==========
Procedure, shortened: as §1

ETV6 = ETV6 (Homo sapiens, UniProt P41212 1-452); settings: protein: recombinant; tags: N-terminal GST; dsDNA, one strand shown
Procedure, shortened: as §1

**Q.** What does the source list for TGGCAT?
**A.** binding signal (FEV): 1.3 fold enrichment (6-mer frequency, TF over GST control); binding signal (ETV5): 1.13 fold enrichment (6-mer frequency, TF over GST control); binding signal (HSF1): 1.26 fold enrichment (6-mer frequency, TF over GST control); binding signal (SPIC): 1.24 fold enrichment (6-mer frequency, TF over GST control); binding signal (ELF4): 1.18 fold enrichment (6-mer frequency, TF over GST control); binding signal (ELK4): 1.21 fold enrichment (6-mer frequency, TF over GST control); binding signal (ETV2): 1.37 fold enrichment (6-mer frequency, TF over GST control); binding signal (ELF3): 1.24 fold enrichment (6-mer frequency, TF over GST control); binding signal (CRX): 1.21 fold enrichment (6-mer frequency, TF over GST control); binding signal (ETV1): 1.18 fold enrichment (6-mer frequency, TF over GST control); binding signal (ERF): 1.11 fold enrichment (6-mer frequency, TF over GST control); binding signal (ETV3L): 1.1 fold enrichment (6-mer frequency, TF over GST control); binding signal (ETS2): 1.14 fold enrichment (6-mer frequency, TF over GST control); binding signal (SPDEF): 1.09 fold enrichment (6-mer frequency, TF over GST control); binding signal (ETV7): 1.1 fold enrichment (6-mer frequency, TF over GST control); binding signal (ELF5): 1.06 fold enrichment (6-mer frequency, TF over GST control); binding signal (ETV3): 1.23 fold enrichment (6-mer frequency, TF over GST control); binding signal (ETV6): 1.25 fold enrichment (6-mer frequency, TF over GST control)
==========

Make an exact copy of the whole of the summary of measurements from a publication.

Procedure, shortened: as §1

ETV6 = ETV6 (Homo sapiens, UniProt P41212 1-452); settings: protein: recombinant; tags: N-terminal GST; dsDNA, one strand shown
Procedure, shortened: as §1

**Q.** What does the source list for TGGCAT?
**A.** binding signal (FEV): 1.3 fold enrichment (6-mer frequency, TF over GST control); binding signal (ETV5): 1.13 fold enrichment (6-mer frequency, TF over GST control); binding signal (HSF1): 1.26 fold enrichment (6-mer frequency, TF over GST control); binding signal (SPIC): 1.24 fold enrichment (6-mer frequency, TF over GST control); binding signal (ELF4): 1.18 fold enrichment (6-mer frequency, TF over GST control); binding signal (ELK4): 1.21 fold enrichment (6-mer frequency, TF over GST control); binding signal (ETV2): 1.37 fold enrichment (6-mer frequency, TF over GST control); binding signal (ELF3): 1.24 fold enrichment (6-mer frequency, TF over GST control); binding signal (CRX): 1.21 fold enrichment (6-mer frequency, TF over GST control); binding signal (ETV1): 1.18 fold enrichment (6-mer frequency, TF over GST control); binding signal (ERF): 1.11 fold enrichment (6-mer frequency, TF over GST control); binding signal (ETV3L): 1.1 fold enrichment (6-mer frequency, TF over GST control); binding signal (ETS2): 1.14 fold enrichment (6-mer frequency, TF over GST control); binding signal (SPDEF): 1.09 fold enrichment (6-mer frequency, TF over GST control); binding signal (ETV7): 1.1 fold enrichment (6-mer frequency, TF over GST control); binding signal (ELF5): 1.06 fold enrichment (6-mer frequency, TF over GST control); binding signal (ETV3): 1.23 fold enrichment (6-mer frequency, TF over GST control); binding signal (ETV6): 1.25 fold enrichment (6-mer frequency, TF over GST control)